6. The Fisher Gallery. We finished the afternoon in another favourite haunt. There’s so much to admire in this permanent, year-round gallery and pound for pound it probably has more fantastic work than most. This year, we were particularly taken by Lynn Muir’s Burtonesque art from driftwood. Jan Fisher’s masterful use of watercolour never disappoints and she captures some of my favourite Neuk themed seascapes. It’s all good, though.

Saturday afternoon.

The weather was kind to us on day one. The cloud had the good sense to disperse without threatening much in the way of showers and when it was sunny, it was pleasantly warm and just about right for crawling round the first few venues.

I still have high hopes of hitting the eighty plus venues. Julie, even as I type this is arching a disbelieving eyebrow. We’ll try our best.

Incidentally, there are some photos to accompany some of the venues, but 3G is some kind of meaningless high majick in Pittenweem and posting the text is going to be challenging enough, so this might need to wait til we get home to finish.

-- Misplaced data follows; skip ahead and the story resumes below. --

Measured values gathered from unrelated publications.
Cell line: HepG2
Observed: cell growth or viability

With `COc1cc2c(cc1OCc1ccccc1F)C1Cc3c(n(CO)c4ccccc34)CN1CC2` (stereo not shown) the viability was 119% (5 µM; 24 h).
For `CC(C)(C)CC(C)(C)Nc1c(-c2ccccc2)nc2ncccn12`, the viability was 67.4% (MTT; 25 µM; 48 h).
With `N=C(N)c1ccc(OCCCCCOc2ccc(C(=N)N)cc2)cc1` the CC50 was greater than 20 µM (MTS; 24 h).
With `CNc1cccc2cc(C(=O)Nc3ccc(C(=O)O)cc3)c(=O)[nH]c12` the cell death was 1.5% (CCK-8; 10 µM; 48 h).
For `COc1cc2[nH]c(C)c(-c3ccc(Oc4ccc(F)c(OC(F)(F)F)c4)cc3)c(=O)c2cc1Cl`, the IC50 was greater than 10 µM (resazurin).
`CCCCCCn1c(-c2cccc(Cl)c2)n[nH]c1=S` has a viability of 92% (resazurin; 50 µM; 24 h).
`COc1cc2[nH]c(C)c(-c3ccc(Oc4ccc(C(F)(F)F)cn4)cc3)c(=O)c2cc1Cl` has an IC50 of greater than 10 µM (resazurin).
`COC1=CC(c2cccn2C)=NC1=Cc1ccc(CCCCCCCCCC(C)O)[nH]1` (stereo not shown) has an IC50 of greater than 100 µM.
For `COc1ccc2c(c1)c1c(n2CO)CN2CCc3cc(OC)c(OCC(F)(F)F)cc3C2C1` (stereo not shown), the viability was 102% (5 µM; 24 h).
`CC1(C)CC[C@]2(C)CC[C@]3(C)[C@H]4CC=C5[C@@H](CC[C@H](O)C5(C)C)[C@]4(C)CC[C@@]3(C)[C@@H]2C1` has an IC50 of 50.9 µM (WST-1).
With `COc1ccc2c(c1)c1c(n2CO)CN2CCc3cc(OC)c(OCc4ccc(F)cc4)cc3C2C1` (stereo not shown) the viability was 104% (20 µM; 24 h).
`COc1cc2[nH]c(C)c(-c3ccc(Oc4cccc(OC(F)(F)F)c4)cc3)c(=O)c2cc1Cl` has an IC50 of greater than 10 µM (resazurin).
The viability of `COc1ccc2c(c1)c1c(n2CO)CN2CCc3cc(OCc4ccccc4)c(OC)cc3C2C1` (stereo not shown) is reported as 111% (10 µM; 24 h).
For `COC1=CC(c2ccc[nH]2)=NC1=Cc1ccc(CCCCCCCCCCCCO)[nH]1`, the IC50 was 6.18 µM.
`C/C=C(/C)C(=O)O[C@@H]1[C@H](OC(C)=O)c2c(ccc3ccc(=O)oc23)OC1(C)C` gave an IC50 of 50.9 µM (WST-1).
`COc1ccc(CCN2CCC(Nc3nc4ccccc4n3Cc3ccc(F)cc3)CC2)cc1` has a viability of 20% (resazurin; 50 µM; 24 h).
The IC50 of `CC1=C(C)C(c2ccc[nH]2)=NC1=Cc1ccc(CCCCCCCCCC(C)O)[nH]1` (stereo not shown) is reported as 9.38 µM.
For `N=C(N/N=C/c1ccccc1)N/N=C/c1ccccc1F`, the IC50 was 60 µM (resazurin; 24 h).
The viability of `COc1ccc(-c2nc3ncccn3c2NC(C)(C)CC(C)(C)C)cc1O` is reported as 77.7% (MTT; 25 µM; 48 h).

17. Page Pottery Gallery. Off to a bit of a dull start. I mean, it’s nice with lovely washed, earthy tones. But no matter how washed or earthy the tone or how shiny the sheen, it’s just pottery. Julie liked the plant pots. For pottery fans, it’ll be a hoot. Not my cuppa tea.

16. Jim and Barbara Fleming Art and Jewellry. The art work initially looks quite samey but seemed to hide African animals like giraffe and such. No puffins or boats so far. Julie saw no animals. I’m not the best judge of what makes good, arty jewellry, but it all seemed very nice in a classical way.

15. Funky Scottish. Now we’re talking. We like Funky Scottish. In fact, we love Funky Scottish. Karen Edward does these crazy ceramic plates and we’ve previously bought a few and commissioned one for a unique present. Last year, we added a Linzi Knox felt puffin to our collection. It’s all great fun. The cartoony aspects of Karen’s plates don’t really show the extent of her talents, however this year her wonderful mixed media work really caught the eye. We ended up buying stuff. Again.